Former crew members of the USS Tautog (SSN-639) and their families reunited on Veterans Day at the U.S. Army Corps of Engineers (USACE), Galveston District (SWG) Jadwin Building, for their first large group meeting since the submarine was decommissioned 27 years ago.
The “Terrible T” – as it was affectionately known – was a Sturgeon-class submarine, a class of nuclear-powered fast attack submarines (SSN) in service with the U.S. Navy from the 1960s until 2004. They served as the “workhorses” of the Navy’s attack submarine fleet through much of the Cold War. The Sturgeon class was phased out and replaced by Los Angeles, Seawolf and Virginia class submarines.
The Tautog spent most of its 29 years of service in the Pacific Fleet, with numerous western Pacific and Arctic Ocean deployments.
In 2006, the sail (the tower-like structure found on the topside surface of submarines) of the Tautog became an exhibit at the Galveston Naval Museum at Seawolf Park.
Most of the Sailors at the reunion served on the Tautog in the 1990s, shortly before the submarine was decommissioned, Oct. 26, 1996.
Jeff Scarborough, former Tautog quartermaster, and his wife Charlotte took the lead on preparing for the reunion and scheduled to have it in Room 185 of the Jadwin Building, in case of inclement weather. This reunion was a long time coming, Scarborough said.
“Since the USS Tautog was active for nearly 30 years, spanning 3 decades, we have three separate Facebook groups to include the 70s, the 80s and the 90s generations,” Scarborough said. “Some from the 90s generation started communicating the possibility of a 25-year reunion but then COVID hit in 2020 and all planning halted until last year.”
Through social media, Tautog crew members were able to find each other and stay connected, Scarborough said.
“Since I live here locally in the greater Houston-Galveston area and the Tautog Sail is now a Cold War Memorial at Seawolf Park, I felt a need and an obligation to pull this together for not only those I served with, but for all the generations,” Scarborough said. “We felt that we really couldn't wait much longer to pull all the generations together, so we made it happen and now the motivation and enthusiasm to volunteer to help preserve the Tautog Sail and to meet more often has been ignited and small groups are already forming to get ready for the next event in three years.”
The get together felt like a family reunion, with lots of small group story sharing, a round table where each Sailor stood and spoke a few words, and speeches from several of the leaders on the boat, where retired Lt. Cmdr. Roger Eyrolles, and retired Cmdr. Robert Rawleigh, who spoke about hardships, challenges and successes brought about by beginning their careers on Tautog, Scarborough said.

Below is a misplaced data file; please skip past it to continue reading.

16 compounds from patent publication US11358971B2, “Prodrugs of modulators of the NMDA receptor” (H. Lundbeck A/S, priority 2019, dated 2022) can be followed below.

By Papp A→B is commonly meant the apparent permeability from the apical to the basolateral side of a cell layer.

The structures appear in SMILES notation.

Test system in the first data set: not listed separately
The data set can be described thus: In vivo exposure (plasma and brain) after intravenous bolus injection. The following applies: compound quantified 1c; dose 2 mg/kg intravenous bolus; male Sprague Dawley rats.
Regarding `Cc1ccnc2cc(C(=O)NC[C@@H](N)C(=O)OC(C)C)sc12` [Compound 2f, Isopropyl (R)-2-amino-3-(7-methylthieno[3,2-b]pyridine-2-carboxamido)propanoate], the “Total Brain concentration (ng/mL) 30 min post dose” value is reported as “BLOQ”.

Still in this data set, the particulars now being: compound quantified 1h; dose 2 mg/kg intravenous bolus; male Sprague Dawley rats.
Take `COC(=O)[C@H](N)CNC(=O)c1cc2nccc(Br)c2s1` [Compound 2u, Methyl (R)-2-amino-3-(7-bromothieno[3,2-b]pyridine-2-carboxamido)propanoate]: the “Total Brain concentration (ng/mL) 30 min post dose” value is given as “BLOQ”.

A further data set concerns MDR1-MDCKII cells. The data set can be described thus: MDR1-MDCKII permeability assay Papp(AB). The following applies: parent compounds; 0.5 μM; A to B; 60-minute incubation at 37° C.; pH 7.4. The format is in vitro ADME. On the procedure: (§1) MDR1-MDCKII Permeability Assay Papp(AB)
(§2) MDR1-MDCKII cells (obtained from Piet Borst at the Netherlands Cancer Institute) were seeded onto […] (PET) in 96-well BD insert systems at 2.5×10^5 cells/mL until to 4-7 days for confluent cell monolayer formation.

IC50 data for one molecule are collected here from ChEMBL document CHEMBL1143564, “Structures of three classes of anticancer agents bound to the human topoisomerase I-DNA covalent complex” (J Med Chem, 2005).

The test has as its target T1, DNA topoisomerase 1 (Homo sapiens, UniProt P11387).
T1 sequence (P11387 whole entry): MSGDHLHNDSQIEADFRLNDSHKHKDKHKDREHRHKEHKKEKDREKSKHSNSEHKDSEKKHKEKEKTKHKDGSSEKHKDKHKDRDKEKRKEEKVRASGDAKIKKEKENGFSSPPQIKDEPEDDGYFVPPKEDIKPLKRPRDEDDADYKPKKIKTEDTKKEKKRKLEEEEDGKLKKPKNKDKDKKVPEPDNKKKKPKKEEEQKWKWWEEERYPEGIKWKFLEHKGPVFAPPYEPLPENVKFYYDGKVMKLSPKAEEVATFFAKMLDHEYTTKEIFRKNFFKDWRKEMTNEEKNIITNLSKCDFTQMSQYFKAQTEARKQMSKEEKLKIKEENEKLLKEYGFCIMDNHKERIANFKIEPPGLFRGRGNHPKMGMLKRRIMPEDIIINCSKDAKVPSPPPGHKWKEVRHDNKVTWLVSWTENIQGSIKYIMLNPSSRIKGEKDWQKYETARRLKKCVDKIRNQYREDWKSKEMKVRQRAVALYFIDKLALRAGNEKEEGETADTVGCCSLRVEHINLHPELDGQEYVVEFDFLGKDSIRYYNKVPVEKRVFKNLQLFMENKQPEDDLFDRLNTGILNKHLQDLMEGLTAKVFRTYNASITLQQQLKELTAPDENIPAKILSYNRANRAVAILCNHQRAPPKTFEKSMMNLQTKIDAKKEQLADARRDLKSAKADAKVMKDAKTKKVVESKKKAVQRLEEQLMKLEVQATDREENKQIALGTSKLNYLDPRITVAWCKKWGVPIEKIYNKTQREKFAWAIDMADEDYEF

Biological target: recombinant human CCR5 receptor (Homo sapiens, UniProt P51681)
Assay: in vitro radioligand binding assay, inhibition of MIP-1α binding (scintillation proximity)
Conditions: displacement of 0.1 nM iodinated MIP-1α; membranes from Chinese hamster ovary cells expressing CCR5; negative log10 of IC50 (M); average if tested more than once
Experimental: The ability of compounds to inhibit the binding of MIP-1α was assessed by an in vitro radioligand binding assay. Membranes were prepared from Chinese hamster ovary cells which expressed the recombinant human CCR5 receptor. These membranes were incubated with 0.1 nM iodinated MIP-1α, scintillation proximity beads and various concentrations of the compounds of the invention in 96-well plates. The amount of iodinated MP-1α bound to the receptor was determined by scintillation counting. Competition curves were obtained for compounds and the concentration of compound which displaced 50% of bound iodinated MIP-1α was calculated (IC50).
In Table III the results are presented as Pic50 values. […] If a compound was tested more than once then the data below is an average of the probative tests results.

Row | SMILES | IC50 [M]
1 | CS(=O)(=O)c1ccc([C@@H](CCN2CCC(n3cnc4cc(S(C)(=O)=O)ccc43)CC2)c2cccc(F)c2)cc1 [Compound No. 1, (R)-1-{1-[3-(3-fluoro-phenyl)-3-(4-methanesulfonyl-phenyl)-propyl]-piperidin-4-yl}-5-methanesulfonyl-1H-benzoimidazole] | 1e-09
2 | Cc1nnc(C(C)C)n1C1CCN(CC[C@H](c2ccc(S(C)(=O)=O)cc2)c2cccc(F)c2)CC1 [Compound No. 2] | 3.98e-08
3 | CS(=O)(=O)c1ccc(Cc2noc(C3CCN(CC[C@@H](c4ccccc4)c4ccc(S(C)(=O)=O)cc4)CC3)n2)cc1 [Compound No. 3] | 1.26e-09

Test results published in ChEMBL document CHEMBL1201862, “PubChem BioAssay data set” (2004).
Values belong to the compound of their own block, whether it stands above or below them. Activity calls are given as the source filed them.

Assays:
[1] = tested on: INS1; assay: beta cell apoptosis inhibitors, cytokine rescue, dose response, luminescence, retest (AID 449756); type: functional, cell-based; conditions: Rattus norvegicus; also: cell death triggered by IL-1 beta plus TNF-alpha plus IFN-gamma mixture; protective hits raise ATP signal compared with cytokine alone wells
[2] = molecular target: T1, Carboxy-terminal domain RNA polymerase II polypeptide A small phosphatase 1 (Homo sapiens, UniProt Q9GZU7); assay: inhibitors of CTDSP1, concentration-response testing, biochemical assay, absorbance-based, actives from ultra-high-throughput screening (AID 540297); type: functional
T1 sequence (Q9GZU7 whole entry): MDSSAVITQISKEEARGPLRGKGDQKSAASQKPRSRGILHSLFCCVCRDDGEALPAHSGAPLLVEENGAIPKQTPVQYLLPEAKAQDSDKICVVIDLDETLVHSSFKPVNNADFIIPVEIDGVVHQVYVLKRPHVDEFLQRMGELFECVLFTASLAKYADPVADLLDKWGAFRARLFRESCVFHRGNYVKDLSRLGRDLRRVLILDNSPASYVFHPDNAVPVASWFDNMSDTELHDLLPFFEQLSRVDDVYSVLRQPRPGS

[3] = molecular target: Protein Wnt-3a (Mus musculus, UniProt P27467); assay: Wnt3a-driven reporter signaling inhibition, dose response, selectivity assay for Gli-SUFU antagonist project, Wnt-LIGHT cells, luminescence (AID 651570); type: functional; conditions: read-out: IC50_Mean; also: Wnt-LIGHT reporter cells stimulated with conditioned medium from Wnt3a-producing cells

“Coming back today helped me heal a wound, see some old friends and that’s why I want to do this in three more years,” Eyrolles said. “Once isn’t enough.”
Rawleigh picked up where Eyrolles left off.
“Thank you, brothers, for being here,” Rawleigh said. “I love you, and you’re always part of our family.”
Retired Master Chief Petty Officer Herbert Runnels, was Chief of the Boat (COB) or senior enlisted person aboard the Tautog during its last years of service. Runnels’ job was to manage all aspects of the submarine’s operations for the captain. He was very happy to attend the reunion and see old friends from his time on the “boat”.
“It was great to see all the support, with people coming out,” Runnels said. “Submariners are not that big on reunions, this is only the second one I’ve been to.”
Runnels was a submariner his entire 30-year career, apart from one recruiting mission in Miami. He said that the Sailors he served with on the Tautog and other subs were the best in the military.
“Working with other services, surface, aviation – submariners are far above them,” Runnels said.
Runnels said he is already looking forward to the 30th anniversary reunion planned for 2026. “Hopefully the guys will keep this going.”
The tenth captain of the Tautog was retired Rear Adm. Fred Byus, and he was the keynote speaker for the reunion.
“To me, Tautog, it taught you how to sustain, to be reliable, to move forward, even though you might get hit on the nose sometimes,” Byus said.
The senior enlisted leaders on the boat also taught him an important lesson in leadership, Byus said.
“Herb Runnels, Master Chief McClain … our E-8s, they were leaders and managers,” Byus said. “They are the people I have in mind when I teach leadership and management at Catholic University to the young engineers who want to be engineering managers, who want to be program and project managers.”
The lesson he took away from them was there are no perfect Sailors, Byus said.
“I remember this idea that nobody is perfect, so use them all,” Byus said. “Find the places where they can be perfect and use them there.”
All of us together, are way more perfect than any of us can be individually, Byus continued.
His time on the Tautog also taught him not to worry about his young Sailors, Byus said.
“They may do things differently, they may talk differently, they may dress differently, but it’s fine,” Byus said. “It’s gonna succeed because they can make it succeed through teamwork, if they’re harnessed together as we, rather than individually as I. I saluted them then, and I salute them now.”
Whether the Sailors served for several years and left the service for other adventures, or they made the Navy a career, the ties that bound them together in their time on the “Tog” are still bringing them together and will continue to in the years to come.
For more information about the history of the Tautog (SSN-639), visit https://www.history.navy.mil/research/histories/ship-histories/danfs/t/tautog-ii.html.